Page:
The time is fast approaching. Soon my television screen will be adorned with pastoral images of magnolia blossoms, the sounds of chirping birds and the dulcet tones of golf announcers describing every blade of grass at Augusta National Golf Course. It is the Masters.

The final round, like all final PGA final rounds, is on a Sunday, and it has become a kind of ritual for me to settle into a comfy chair and let the ethereal sounds of golf fill my living room and my senses. It will be a spiritual exercise. It may not be the same one as the one I will perform earlier this same day at Mass, but it will be spiritual nonetheless.

I’m not trying to be clever or cute when I conflate my love of golf with spiritual weightlifting. It might indeed be frivolous to attach such import to a game, but for me, golf will always be associated with one of the most important people in my life and someone who was integral to my faith formation.

Our parents may have been the primary examples of the faith in our family, but Father John was the force of nature who brought light, warmth, and inspiration, and always when we needed it most. He was our dad’s brother, though he was never “Uncle John.” He was once and always simply Fr. John. He inspired my brothers and sisters not through glorious flourishes of rhetoric, but rather with simple words and perfectly timed actions.

Fr. John was the “go to” guy when our dad was having trouble with one of his children and he wasn’t sure what to do. Fr. John always seemed to know. To him, helping someone out of a spiritual or mental slump was always going to include additional reliance on the Blessed Mother in the form of the Rosary, and the placing of either a paint brush or a golf club in the hands of the person who needed the boost.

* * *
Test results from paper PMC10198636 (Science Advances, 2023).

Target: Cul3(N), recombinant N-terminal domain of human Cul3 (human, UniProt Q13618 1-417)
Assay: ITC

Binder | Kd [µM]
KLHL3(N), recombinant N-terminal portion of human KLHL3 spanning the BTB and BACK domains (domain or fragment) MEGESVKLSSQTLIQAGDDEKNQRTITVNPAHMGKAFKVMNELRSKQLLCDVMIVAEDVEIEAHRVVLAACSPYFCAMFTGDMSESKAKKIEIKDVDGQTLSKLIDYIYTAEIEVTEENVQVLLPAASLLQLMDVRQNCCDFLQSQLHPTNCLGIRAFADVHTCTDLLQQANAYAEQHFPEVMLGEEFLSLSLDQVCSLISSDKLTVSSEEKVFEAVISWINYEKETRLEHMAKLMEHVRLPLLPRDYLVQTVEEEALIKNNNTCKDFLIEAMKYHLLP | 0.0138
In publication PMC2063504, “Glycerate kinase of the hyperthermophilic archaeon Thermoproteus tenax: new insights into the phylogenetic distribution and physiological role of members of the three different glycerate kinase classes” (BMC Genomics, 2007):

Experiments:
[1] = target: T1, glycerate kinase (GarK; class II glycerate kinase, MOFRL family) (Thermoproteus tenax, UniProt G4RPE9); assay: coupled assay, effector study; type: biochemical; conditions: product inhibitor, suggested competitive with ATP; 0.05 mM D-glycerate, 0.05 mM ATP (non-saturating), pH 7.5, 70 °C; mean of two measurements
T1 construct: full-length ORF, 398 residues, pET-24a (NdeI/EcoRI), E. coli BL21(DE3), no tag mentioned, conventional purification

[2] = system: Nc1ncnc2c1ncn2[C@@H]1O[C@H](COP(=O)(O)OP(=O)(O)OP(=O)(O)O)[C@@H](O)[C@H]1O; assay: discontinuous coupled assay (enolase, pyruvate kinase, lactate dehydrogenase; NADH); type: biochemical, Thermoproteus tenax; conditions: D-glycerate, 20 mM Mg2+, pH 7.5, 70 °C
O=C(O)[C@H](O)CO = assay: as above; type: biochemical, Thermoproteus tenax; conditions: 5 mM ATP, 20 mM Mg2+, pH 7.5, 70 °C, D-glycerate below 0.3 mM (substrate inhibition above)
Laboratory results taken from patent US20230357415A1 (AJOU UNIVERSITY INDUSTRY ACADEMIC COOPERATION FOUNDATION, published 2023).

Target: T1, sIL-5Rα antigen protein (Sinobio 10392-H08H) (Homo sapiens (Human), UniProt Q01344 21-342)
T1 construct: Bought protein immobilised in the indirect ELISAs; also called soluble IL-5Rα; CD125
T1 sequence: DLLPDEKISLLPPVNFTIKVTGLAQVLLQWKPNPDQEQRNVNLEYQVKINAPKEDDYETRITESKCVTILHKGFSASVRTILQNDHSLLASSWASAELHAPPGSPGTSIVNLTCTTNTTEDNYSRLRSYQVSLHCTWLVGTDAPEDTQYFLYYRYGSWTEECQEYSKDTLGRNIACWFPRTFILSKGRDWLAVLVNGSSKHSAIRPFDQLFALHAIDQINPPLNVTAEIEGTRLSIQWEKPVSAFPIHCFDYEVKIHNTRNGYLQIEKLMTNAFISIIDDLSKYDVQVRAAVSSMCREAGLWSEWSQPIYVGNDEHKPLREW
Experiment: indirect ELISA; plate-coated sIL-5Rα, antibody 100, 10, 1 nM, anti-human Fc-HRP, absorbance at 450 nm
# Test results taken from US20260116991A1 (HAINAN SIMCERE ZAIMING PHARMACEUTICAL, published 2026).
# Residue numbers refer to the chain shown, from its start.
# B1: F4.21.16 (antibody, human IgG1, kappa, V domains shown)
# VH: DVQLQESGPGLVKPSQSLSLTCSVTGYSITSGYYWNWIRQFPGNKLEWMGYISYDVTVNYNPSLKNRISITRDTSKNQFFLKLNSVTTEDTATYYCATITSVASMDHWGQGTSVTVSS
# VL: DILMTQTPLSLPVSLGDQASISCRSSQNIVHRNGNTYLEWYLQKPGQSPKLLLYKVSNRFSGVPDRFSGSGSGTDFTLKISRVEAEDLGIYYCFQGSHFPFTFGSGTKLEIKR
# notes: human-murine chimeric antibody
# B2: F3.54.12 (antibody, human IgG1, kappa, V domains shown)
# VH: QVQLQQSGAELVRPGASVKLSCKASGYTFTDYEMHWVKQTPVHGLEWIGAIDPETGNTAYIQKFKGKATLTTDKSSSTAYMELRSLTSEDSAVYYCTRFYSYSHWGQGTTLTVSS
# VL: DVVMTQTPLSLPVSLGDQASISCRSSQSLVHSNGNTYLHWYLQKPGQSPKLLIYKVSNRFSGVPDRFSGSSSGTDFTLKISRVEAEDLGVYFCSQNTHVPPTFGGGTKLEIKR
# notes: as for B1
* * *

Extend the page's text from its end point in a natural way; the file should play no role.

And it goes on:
For me, it was a golf club. I was having a bit of a midlife crisis (I was 19 at the time), and as my dad wasn’t quite sure how to handle it, he reached out to Fr. John. The “therapy” would be me playing golf with him once a week on his day off.

Playing golf with Father John meant stepping outside of my self-centeredness. It meant learning to deal with success and failure and see them as, to steal from Kipling, the imposters they both were. It taught me that I was going to fail the day we played golf and I was going to fail the next week when we played golf, but it didn’t matter if I put the ball back down and hit it again. Maybe not the stuff of a Jesuit’s doctorate dissertation, but Fr. John’s patience and his willingness to be present to me whenever and however necessary helped me understand how God, in a somewhat broader field than a golf course, does the same.

If there was a golf tournament on TV when Father John would come over for Sunday dinner, my dad would tune it in. It became the background music for many a gathering until dinner was served and the TV turned off.

I had heard stories from my dad how much Fr. John loved golf and what a great golfer he was in his prime. Sadly, by the time I was old enough to need his special guidance, Father John was a lion in winter. His body, racked with arthritis, was betraying him, but he could still hit it down the middle and use colorful language to comment on the errant shots he might hit.  

Golf was just a tool he used for the service of his real charism — the gift of being the kind of person you wanted to be close to, the kind of faith-filled man that just being in his orbit made you better, the kind of man whose love of God, his church and his Blessed Mother you wanted to emulate. You could fill several churches with family members, parishioners, and acquaintances who would all testify to the same power he unleashed during his five decades of priesthood.

Whether watching golf on television or out on a golf course learning to treat success and failure with equanimity, I think of Fr. John. I say a prayer for him and a prayer of intercession to him. And when this year’s Masters comes, I will again think about all the lives he touched with grace and faith, and I will thank God I was fortunate enough to be numbered among them.

Robert Brennan is a weekly columnist for Angelus online and in print. He has written for many Catholic publications, including National Catholic Register and Our Sunday Visitor. He spent 25 years as a television writer, and is currently the Director of Communications for the Salvation Army California South Division.

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